Day 23 - Concord Student Journey
Read Acts 15:22-41
Then the apostles and elders, with the whole church, decided to choose some of their own men and send them to Antioch with Paul and Barnabas. They chose Judas (called Barsabbas) and Silas, men who were leaders among the believers. 23 With them they sent the following letter:
The apostles and elders, your brothers,
To the Gentile believers in Antioch, Syria and Cilicia:
24 We have heard that some went out from us without our authorization and disturbed you, troubling your minds by what they said. 25 So we all agreed to choose some men and send them to you with our dear friends Barnabas and Paul— 26 men who have risked their lives for the name of our Lord Jesus Christ. 27 Therefore we are sending Judas and Silas to confirm by word of mouth what we are writing. 28 It seemed good to the Holy Spirit and to us not to burden you with anything beyond the following requirements: 29 You are to abstain from food sacrificed to idols, from blood, from the meat of strangled animals and from sexual immorality. You will do well to avoid these things.
30 So the men were sent off and went down to Antioch, where they gathered the church together and delivered the letter. 31 The people read it and were glad for its encouraging message. 32 Judas and Silas, who themselves were prophets, said much to encourage and strengthen the believers. 33 After spending some time there, they were sent off by the believers with the blessing of peace to return to those who had sent them.  [d] 35 But Paul and Barnabas remained in Antioch, where they and many others taught and preached the word of the Lord.
36 Some time later Paul said to Barnabas, “Let us go back and visit the believers in all the towns where we preached the word of the Lord and see how they are doing.” 37 Barnabas wanted to take John, also called Mark, with them, 38 but Paul did not think it wise to take him, because he had deserted them in Pamphylia and had not continued with them in the work. 39 They had such a sharp disagreement that they parted company. Barnabas took Mark and sailed for Cyprus, 40 but Paul chose Silas and left, commended by the believers to the grace of the Lord. 41 He went through Syria and Cilicia, strengthening the churches.
As believers, we are called to walk in obedience and unity with one another, even amidst disagreement and conflict. In Acts Chapter 15, we see the early church grappling with a crucial issue: whether or not Gentile believers needed to be circumcised in order to be saved. Through prayer, discussion, and the guidance of the Holy Spirit, the apostles and elders came to a decision that upheld both the truth of the gospel and the unity of the church.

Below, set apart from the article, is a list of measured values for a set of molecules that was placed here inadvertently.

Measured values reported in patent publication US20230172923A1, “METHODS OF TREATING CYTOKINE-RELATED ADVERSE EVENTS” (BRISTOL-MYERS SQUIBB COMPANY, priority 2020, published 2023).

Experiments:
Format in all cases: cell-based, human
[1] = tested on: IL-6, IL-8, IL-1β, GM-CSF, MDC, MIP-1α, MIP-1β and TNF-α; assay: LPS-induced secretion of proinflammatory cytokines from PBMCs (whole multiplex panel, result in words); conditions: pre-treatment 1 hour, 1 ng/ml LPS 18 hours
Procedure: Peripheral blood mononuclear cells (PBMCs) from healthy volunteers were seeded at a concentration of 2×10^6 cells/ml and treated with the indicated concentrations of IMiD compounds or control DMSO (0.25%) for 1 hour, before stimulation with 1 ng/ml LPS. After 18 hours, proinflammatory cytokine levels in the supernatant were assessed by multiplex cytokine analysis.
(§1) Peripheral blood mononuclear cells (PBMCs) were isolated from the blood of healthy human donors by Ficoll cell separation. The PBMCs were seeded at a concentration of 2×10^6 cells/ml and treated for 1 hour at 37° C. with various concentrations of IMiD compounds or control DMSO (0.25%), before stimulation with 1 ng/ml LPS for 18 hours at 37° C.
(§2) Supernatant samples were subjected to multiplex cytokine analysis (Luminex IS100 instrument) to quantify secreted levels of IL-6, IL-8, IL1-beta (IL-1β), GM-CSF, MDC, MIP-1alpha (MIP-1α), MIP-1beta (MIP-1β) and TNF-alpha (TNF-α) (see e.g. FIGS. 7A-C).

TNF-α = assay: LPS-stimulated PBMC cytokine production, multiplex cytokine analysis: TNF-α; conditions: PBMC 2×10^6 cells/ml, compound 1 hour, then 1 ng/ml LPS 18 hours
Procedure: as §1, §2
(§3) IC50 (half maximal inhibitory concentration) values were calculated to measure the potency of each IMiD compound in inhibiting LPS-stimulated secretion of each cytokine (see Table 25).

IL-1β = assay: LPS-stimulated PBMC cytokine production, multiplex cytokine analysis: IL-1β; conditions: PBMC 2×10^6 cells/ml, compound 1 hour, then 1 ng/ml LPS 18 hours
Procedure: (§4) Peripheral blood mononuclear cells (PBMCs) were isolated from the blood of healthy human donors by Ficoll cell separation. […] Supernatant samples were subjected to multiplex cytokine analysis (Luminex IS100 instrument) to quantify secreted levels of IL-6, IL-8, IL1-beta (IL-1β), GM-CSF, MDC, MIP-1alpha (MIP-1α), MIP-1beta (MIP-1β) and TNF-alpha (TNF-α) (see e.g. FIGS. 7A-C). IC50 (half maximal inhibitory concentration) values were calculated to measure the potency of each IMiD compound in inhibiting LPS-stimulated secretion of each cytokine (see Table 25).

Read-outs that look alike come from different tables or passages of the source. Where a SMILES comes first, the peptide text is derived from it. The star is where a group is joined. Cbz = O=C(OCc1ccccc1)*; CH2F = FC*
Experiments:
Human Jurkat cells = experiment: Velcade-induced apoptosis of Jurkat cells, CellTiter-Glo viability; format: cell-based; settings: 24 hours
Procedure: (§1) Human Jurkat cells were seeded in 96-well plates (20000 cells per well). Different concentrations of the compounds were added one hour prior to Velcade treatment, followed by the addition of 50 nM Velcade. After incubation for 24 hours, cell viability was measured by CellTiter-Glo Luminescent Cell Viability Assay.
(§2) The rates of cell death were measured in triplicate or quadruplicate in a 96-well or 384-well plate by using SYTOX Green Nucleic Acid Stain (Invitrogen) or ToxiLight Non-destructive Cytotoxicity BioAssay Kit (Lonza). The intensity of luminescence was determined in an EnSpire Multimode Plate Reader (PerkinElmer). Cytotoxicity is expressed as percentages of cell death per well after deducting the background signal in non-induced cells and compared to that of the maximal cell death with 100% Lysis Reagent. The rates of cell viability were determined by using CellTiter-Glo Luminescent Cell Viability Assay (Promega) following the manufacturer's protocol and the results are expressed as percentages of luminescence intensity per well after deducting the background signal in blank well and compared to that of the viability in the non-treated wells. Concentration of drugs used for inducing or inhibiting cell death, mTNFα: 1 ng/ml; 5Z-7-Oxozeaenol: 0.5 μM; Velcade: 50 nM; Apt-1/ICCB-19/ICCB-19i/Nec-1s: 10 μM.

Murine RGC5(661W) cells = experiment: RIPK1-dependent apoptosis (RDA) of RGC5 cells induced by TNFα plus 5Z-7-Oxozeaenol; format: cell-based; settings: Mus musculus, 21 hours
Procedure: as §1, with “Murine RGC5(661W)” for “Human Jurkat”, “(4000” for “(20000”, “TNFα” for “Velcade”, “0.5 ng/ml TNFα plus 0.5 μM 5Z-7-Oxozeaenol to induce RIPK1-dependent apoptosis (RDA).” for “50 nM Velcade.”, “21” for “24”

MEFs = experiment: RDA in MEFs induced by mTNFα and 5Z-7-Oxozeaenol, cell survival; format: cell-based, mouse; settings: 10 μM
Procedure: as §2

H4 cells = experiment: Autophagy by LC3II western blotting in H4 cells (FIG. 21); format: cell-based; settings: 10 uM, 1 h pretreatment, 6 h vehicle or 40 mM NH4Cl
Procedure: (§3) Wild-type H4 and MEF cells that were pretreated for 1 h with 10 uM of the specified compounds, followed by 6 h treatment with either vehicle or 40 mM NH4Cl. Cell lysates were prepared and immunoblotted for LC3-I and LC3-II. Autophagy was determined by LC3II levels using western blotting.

Verses 22-41 of this chapter detail how this decision was communicated to the wider body of believers. The letter sent to the Gentile churches affirmed their standing in Christ and clarified what was expected of them in terms of abstaining from certain practices. It also sent two trusted leaders, Paul and Barnabas, to deliver the news and encourage the believers in person.
This passage highlights several lessons that are relevant to us today as we seek to navigate difficult conversations and maintain unity in the body of Christ:
Seek guidance from the Holy Spirit through prayer and discernment. The apostles and elders did not rely solely on their own wisdom and experience to make this decision. They recognized the need for the Holy Spirit's guidance and sought Him earnestly in prayer.
Value the input of all members of the body of Christ. Throughout this chapter, we see different individuals and groups expressing their opinions and concerns. Rather than dismissing or silencing anyone, the apostles and elders listened attentively and considered each perspective.
Prioritize the gospel above personal preferences and cultural norms. The decision made by the apostles and elders upheld the truth of the gospel and removed unnecessary barriers to salvation. They recognized that what was important was not adherence to certain cultural practices, but faith in Jesus Christ.
Communicate decisions clearly and compassionately. The letter sent to the Gentile churches was not a cold, legalistic document, but a heartfelt expression of concern and care for their spiritual well-being. Paul and Barnabas were also sent to encourage and support these believers in person.
As we reflect on this passage, let us ask ourselves:
- Am I willing to seek the guidance of the Holy Spirit and listen to the perspectives of others, even when it challenges my own beliefs?
May we be a body of believers that values unity, embraces diversity, and upholds the truth of the gospel in all that we do.
- Am I willing to prioritize the gospel above my own personal preferences and cultural norms?
Disagreement Between Paul and Barnabas
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